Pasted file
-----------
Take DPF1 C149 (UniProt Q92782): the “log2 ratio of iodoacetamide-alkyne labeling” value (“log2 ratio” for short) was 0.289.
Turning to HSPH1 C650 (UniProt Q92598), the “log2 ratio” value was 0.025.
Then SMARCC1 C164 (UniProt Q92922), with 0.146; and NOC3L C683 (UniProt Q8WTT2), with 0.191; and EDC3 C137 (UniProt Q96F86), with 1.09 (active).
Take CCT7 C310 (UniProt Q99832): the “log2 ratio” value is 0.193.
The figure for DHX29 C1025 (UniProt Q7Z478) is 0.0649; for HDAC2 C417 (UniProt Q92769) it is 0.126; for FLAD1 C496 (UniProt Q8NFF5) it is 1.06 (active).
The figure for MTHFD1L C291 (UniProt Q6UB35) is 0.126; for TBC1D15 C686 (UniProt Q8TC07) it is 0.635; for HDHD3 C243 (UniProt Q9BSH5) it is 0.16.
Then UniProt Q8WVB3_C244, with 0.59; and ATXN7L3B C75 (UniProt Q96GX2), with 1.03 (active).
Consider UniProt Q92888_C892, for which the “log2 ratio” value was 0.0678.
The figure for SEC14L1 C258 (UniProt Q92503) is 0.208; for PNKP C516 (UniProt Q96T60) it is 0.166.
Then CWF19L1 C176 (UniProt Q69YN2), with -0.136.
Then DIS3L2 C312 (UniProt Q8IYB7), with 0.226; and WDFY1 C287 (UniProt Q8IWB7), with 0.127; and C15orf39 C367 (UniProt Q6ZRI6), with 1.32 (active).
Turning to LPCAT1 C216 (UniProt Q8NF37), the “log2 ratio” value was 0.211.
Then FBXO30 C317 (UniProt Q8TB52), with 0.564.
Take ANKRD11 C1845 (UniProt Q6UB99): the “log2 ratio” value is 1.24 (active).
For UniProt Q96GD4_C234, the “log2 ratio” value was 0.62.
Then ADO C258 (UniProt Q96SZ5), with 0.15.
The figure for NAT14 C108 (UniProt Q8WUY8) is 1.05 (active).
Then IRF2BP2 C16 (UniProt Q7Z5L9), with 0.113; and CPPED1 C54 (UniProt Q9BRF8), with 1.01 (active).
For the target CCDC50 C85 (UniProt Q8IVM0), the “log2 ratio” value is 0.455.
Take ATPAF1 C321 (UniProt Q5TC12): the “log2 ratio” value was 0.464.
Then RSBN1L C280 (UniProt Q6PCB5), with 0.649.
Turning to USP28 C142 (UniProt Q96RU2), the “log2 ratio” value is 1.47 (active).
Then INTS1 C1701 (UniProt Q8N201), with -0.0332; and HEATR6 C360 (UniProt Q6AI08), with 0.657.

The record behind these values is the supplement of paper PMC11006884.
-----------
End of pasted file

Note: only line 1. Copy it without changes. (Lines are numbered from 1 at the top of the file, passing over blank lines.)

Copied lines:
Take DPF1 C149 (UniProt Q92782): the “log2 ratio of iodoacetamide-alkyne labeling” value (“log2 ratio” for short) was 0.289.